Editorial:ISSUE XX May 2014
From the Guest Editor Issue XX
Before writing, poetry was the oral tradition. The poet, historian, held the knowledge of where the people came from. Was second only to the king. The poet makes or breaks one by recounting exploits or failures. Who are William Dawes and Samuel Prescott? They strode alongside Paul Revere on Henry Wadsworth Longfellow’s famous midnight ride yet went unmentioned in the poem. Sixteen-year-old Sybil Ludington rode twice as far that night doing the same, but her name is less illustrious because no one wrote a poem about her. In 1821’s “The Defence of Poetry" Shelley claimed "poets are the unacknowledged legislators of the world".
Poetry can be a multi-dimensional language, speaking to all the senses, to intelligence, emotion, imagination, to convey the unsayable. To quote Américo Ferrari, there is "an unspeakable where, perhaps, the nucleus of the living relation between the poem and the world resides." Responding to the question, How does poetry help people to live their lives, W.S. Merwin answered, “The source that rises unbroken from the unsayable speaks to us of the impulse and mystery that we share with every living creature. The urge is meaningless, like the unknown itself, and in the end remains, by nature, unsayable.” Georges Bataille wrote that "It is possible that the impossibility of poetry is itself the condition of poetry."
Poetry redeems, heals, changes lives, has the power to bring us together by unifying experience. It is both personal and universal. It enriches and contributes to the fullness of a human life. It invents language to celebrate and honor. Makes us think, wonder, and opens us up to re-engage with the world and to the mystery.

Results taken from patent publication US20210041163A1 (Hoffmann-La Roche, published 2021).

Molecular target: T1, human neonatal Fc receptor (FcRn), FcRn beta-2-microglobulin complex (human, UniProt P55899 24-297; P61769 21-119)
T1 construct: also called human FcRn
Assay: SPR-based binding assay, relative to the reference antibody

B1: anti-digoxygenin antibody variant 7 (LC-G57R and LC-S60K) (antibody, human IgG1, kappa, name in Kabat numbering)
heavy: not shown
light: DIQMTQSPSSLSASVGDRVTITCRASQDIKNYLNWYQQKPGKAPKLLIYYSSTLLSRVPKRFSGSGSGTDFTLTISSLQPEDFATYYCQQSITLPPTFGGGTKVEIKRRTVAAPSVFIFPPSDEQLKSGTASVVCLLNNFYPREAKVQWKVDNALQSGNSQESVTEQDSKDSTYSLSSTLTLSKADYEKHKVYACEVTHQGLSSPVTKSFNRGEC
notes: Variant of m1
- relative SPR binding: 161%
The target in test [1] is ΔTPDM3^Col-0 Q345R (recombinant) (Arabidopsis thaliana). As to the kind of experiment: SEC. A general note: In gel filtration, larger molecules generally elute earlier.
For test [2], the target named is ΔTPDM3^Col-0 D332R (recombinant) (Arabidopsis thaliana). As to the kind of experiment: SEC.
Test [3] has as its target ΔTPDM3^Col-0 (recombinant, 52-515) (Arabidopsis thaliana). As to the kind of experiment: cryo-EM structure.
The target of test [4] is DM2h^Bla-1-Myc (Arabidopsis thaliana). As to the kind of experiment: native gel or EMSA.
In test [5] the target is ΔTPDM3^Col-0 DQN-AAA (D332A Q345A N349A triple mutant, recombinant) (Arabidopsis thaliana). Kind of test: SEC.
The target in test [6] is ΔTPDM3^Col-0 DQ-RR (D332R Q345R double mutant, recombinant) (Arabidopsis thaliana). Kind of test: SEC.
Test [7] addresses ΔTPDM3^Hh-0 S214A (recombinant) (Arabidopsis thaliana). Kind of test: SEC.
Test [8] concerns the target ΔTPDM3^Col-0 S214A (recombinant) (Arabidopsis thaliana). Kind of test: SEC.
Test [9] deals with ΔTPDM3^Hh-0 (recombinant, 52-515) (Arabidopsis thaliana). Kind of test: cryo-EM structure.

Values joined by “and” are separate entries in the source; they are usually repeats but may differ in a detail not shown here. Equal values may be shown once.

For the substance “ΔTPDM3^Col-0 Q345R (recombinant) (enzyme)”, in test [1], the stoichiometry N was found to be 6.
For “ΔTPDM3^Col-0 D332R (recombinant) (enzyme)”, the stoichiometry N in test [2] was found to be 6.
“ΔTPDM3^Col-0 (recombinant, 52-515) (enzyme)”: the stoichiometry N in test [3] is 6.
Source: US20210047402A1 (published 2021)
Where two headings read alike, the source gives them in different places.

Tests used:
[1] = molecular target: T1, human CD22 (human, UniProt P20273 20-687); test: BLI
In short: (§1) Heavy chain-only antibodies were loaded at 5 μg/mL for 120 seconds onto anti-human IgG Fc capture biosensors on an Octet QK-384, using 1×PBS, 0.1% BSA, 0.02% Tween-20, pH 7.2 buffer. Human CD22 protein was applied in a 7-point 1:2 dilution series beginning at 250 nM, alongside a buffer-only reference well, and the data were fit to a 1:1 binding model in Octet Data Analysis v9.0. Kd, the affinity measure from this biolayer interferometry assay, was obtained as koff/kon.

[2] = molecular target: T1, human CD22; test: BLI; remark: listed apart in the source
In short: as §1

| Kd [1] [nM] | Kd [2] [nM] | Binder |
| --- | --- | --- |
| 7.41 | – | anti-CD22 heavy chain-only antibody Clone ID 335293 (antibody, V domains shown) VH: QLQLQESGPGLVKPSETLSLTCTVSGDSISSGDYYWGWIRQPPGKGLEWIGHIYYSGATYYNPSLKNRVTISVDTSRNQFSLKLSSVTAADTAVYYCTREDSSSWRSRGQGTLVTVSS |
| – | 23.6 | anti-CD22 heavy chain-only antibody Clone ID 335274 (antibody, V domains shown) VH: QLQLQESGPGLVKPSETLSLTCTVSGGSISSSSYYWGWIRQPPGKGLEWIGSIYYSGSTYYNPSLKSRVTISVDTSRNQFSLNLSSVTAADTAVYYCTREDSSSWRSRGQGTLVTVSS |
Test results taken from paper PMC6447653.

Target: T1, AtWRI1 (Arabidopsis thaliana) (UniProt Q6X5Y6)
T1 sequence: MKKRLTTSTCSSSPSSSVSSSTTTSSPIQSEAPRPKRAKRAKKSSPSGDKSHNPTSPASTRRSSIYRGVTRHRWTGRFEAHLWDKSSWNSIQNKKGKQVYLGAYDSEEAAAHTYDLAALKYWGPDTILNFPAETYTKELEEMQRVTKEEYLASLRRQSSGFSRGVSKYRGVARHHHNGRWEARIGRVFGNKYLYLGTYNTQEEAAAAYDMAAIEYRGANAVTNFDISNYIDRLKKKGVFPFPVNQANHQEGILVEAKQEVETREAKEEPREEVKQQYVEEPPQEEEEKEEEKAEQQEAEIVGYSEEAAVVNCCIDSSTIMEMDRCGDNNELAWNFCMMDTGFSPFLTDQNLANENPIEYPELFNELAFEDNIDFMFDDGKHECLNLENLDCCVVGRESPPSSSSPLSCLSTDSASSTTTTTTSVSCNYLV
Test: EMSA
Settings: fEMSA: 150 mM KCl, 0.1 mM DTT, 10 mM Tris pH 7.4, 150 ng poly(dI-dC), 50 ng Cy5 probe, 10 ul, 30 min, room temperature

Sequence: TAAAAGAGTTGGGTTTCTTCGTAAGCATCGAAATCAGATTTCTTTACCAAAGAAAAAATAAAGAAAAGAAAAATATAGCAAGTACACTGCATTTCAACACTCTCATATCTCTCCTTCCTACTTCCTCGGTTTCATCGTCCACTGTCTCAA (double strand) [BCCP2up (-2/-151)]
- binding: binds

Poetry opens a window into the subconscious and allows us into another reality in ourselves. It opens and reconnects us to other dimensions within ourselves that remain closed to the conscious mind. It awakens and nourishes the imagination. It is a door to the unknown, mysterious, unexpected, miraculous. It leaves us astonished, in awe, in the presence of the Divine. Poets, literary translators and artists assume the roles of intermediaries, technicians, magicians, shamans and alchemists. Arthur William O’Shaughnessy writes that “We are the music makers,/ And we are the dreamers of dreams,/ Wandering by the lone sea-breakers,/ And sitting by desolate streams:/ World-losers and world-forsakers,/ On whom the pale moon gleams;/ Yet we are the movers and shakers/ of the world forever, it seems.”
For me, poetry is a process of self revelation, an exploration of hidden dimensions in myself, and it is also at the same time a way to become myself, a process of individuation I try to create throughout my life - a profound experience of the fundamental interconnection of all in the universe. Moreover, writing is cathartic as it extends a search for peace, for serenity, rooted in a desire to transcend and reconcile the fundamental duality I see in life. Ultimately, I seek expansion of consciousness.
So with immense gratitude to Sonnet Mondal and The Enchanting Verses I present to our readers these inspired texts, bridging cultural differences, geographic distances, and awakening the imagination, in our attempt to re enchant the world.
Hélène Cardona (Guest Editor, ISSUE-XX)
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